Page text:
May 31 2021 Reflection
Monday 31 May 2021
First Reading: Zep 3:14-18a
Among you is the great and Holy One of Israel.
Isaiah 12:2-3, 4bcd, 5-6
Gospel Reading: Lk 1:39-56
Today’s Note: Feast of the Visitation of the Blessed Virgin Mary
Mary set out
and traveled to the hill country in haste
to a town of Judah,
where she entered the house of Zechariah
and greeted Elizabeth.
When Elizabeth heard Mary’s greeting,
the infant leaped in her womb,
and Elizabeth, filled with the Holy Spirit,
cried out in a loud voice and said,
“Most blessed are you among women,
and blessed is the fruit of your womb.
And how does this happen to me,
that the mother of my Lord should come to me?
For at the moment the sound of your greeting reached my ears,
the infant in my womb leaped for joy.
Blessed are you who believed
that what was spoken to you by the Lord
would be fulfilled.”
And Mary said:
“My soul proclaims the greatness of the Lord;
my spirit rejoices in God my Savior,
for he has looked with favor on his lowly servant.
From this day all generations will call me blessed:
the Almighty has done great things for me,
and holy is his Name.
He has mercy on those who fear him
in every generation.
He has shown the strength of his arm,
he has scattered the proud in their conceit.
He has cast down the mighty from their thrones,
and has lifted up the lowly.
He has filled the hungry with good things,
and the rich he has sent away empty.
He has come to the help of his servant Israel
for he has remembered his promise of mercy,
the promise he made to our fathers,
to Abraham and his children for ever.”
Mary remained with her about three months
and then returned to her home.
What does Jesus’ parable about an absentee landlord and his tenants say to us? The hills of Galilee were lined with numerous vineyards, and it was quite normal for the owners to let out their estates to tenants. Many did it for the sole purpose of collecting rent. Why did Jesus’ story about wicked tenants cause offense to the scribes and Pharisees? It contained both a prophetic message and a warning. Isaiah had spoken of the house of Israel as “the vineyard of the Lord” (Isaiah 5:7). Jesus’ listeners would likely understand this parable as referring to God’s dealing with a stubborn and rebellious people.
Jesus faithfully does his Father’s will even in the face of severe opposition
This parable speaks to us today as well. It richly conveys some important truths about God and the way he deals with his people. First, it tells us of God’s generosity and trust. The vineyard is well equipped with everything the tenants need. The owner went away and left the vineyard in the hands of the tenants. God, likewise trusts us enough to give us freedom to run life as we choose. This parable also tells us of God’s patience and justice. Not once, but many times he forgives the tenants their debts. But while the tenants take advantage of the owner’s patience, his judgment and justice prevail in the end. Jesus foretold both his death and his ultimate triumph. He knew he would be rejected and be killed, but he also knew that would not be the end. After rejection would come glory – the glory of resurrection and ascension to the right hand of the Father.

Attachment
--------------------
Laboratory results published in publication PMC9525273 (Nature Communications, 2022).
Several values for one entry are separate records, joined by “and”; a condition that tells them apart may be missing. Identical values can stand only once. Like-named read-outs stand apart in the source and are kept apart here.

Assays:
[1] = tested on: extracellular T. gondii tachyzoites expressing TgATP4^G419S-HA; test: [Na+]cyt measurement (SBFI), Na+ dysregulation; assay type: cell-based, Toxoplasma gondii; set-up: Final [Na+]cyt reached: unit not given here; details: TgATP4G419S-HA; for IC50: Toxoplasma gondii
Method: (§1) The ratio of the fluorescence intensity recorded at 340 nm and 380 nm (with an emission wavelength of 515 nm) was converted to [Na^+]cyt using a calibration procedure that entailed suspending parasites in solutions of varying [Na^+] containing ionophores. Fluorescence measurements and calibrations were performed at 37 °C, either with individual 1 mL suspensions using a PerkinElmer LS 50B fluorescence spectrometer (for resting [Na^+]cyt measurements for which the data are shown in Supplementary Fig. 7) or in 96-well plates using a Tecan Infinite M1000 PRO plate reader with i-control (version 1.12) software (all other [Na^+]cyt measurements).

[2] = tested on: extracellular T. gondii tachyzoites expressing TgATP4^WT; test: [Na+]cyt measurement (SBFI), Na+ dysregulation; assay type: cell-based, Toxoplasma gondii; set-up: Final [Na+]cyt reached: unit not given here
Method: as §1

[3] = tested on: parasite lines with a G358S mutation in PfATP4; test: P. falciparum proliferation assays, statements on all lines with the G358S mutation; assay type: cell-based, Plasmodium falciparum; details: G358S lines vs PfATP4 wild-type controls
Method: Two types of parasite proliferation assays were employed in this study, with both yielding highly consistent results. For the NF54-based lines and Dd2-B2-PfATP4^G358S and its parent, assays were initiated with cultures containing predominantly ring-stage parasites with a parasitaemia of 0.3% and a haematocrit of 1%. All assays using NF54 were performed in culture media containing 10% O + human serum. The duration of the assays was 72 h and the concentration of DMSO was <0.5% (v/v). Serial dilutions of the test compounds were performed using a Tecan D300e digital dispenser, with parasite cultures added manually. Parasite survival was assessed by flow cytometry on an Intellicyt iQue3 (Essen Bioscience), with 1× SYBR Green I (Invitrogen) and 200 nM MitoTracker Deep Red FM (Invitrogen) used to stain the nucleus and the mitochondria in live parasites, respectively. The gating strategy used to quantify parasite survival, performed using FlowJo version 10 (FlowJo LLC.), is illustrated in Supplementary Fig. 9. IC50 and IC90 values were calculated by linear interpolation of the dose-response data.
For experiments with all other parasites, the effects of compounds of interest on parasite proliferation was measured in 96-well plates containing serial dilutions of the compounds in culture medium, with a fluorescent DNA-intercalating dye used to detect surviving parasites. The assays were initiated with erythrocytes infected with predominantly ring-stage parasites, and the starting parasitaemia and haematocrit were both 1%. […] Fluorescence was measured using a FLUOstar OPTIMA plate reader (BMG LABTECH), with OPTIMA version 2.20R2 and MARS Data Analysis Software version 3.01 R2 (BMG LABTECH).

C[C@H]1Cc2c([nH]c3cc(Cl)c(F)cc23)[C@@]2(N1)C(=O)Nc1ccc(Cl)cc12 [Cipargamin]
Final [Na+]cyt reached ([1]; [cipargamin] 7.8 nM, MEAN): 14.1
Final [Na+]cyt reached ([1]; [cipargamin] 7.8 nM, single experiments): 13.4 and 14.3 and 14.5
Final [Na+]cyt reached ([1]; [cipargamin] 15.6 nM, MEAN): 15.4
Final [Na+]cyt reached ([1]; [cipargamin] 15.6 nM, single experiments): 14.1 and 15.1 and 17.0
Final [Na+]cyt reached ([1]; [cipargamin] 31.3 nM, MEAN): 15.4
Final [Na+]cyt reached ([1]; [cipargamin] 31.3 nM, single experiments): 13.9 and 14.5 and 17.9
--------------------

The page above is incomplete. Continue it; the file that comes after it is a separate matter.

If we trust in the Lord our labor is not in vain
How do we share in this glory? By submitting to Jesus’ kingly rule in our lives. Jesus promises that we will bear much fruit (certainly the fruit of peace, righteousness, and joy, and much more besides) if we abide in him (see John 15:1-11). The Lord also entrusts his gifts to each of us and he gives us work to do in his vineyard – the body of Christ. He promises that our labor will not be in vain if we persevere with faith to the end (see 1 Corinthians 15:58). We can expect trials and even persecution. But in the end we will see triumph. Do you labor for the Lord with joyful hope and with confidence in his triumph?
Thank you, Lord Jesus Christ, for all the benefits which you have given us; for all the pains and insults which you have borne for us. O most merciful redeemer, friend, and brother, may we know you more clearly, love you more dearly, and follow you more nearly, for your own sake! (Prayer of St. Richard of Chichester, 13th century)